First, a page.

People don’t like purchasing empty homes. At least according to home staging companies, which are now hiring temporary residents to create an occupied atmosphere to lure in potential buyers. The Wall Street Journal reports:
Home “staging” companies charge owners several thousand dollars to fill houses with attractive furniture — but no human props. Faux homeowners could be the next big thing in staging. They supply “that little extra mint on the pillow,” says Steve Rodgers, president of Windermere Exclusive Properties in San Diego, which has the listing on Windward Way. “Down-low and subtle is sometimes good.”
Ms. Clavin responded to a Craigslist ad placed by Quality First Home Marketing, a San Diego startup. It aims to fill high-end empty houses with occupants who play the part of happy homeowners, in a bid to remove the price-depressing stigma of vacancy.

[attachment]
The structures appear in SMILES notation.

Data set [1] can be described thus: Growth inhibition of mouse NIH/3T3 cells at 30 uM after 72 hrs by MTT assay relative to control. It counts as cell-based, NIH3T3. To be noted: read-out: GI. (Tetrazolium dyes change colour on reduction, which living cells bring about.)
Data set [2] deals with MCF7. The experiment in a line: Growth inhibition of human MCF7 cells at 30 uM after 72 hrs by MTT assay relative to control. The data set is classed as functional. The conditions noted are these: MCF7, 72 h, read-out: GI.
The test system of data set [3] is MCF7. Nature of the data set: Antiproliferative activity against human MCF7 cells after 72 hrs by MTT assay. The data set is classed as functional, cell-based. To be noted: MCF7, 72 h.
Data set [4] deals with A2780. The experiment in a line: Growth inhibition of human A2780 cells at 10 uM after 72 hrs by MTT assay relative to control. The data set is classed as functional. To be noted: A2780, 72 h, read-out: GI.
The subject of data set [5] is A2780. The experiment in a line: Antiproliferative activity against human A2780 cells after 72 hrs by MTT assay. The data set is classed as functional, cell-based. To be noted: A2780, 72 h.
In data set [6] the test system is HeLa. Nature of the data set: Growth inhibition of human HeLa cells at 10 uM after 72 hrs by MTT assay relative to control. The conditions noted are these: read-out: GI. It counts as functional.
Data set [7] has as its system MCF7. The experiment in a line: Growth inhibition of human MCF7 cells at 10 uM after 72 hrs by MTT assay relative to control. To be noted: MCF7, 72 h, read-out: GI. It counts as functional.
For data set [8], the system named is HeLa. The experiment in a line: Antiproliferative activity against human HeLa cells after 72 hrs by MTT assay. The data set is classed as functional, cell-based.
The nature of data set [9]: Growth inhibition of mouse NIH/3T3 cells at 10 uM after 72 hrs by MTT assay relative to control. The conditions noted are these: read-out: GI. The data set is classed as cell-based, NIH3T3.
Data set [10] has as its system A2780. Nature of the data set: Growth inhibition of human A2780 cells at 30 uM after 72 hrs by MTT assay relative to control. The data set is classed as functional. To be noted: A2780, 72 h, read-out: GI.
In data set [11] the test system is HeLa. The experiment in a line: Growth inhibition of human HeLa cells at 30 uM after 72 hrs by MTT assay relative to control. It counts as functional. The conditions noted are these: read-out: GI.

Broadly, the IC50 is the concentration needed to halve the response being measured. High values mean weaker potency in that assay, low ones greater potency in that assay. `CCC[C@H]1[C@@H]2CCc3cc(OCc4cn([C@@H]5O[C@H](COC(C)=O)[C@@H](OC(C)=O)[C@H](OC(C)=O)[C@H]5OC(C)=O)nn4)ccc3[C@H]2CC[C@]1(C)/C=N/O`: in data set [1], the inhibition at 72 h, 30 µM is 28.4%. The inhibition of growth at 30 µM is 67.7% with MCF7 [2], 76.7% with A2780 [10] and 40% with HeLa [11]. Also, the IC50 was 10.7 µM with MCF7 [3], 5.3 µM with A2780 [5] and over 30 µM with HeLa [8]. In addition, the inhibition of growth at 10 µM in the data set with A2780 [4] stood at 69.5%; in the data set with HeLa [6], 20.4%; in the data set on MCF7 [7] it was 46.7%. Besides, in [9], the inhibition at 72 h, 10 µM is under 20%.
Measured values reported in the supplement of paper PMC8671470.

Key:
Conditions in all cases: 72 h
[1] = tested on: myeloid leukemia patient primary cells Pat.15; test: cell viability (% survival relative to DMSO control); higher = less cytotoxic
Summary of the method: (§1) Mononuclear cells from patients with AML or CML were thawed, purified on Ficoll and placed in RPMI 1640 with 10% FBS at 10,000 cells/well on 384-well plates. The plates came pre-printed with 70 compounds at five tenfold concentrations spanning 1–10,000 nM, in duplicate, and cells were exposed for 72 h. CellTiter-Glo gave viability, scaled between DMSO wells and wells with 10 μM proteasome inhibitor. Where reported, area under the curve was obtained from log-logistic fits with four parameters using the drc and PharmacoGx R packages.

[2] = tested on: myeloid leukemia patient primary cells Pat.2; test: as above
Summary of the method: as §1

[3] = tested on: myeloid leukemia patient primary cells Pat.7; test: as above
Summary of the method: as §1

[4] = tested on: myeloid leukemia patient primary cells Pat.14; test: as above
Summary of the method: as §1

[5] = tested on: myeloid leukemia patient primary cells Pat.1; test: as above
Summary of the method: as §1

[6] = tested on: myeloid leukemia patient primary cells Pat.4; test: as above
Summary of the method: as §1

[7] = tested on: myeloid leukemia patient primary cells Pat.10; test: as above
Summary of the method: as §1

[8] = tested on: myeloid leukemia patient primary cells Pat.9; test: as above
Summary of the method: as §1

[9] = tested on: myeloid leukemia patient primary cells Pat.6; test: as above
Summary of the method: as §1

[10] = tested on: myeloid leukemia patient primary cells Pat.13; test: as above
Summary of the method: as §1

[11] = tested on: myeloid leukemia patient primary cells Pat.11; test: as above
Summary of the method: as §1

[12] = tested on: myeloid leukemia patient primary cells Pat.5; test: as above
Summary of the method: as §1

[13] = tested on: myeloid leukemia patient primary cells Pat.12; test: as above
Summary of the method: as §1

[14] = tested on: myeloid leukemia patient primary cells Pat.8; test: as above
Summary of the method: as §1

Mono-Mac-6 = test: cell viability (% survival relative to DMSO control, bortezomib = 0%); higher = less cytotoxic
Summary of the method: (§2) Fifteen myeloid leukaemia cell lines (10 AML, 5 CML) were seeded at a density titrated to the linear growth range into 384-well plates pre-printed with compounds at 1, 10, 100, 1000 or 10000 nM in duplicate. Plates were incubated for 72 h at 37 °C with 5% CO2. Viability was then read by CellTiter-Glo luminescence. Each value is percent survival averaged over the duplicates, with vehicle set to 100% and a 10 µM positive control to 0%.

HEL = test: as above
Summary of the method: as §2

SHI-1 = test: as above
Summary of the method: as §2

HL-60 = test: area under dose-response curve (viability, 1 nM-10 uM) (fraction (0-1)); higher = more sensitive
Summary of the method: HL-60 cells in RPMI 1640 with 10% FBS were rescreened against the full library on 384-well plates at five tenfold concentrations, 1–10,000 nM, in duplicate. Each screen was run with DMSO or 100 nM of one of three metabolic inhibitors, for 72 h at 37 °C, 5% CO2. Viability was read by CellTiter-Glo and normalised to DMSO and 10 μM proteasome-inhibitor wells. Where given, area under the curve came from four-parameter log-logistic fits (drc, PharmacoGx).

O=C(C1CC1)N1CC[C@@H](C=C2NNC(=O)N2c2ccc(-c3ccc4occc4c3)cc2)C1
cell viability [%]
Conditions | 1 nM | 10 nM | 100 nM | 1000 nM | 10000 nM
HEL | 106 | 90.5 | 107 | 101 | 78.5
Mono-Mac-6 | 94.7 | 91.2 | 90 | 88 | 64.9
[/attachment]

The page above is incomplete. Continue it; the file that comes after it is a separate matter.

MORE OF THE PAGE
When a real-estate agent phones, Ms. Clavin says, ” ‘I live here’ — because technically, I do,” and provides a broker’s number before the caller inquires further. She must keep the house spotless between 8 a.m. and 8 p.m. She usually gets only five minutes to light the candles, flip on music and disappear before a showing. If she has more time, she’ll bake cookies to scent the home.
If the place sells in 90 days, she’ll earn a relocation bonus, and move on to another empty asset.
Showhomes Management LLC, a franchise operation based in Nashville, has 350 “resident managers” living in homes for sale in 46 high-end markets, including in Florida, Arizona and Illinois. The company has seen revenues increase 88% since last year, says vice president Thomas Scott. Unoccupied staged houses aren’t selling as well as those with people in them, he says, “because people can still tell they’re vacant.”
The article goes on to recount one temp inhabitant who used borrowed furniture and Wal-Mart curtains to create a home that looked like it was owned by a “wealthy world traveler.”
The real estate market may have crashed, but the circus continues.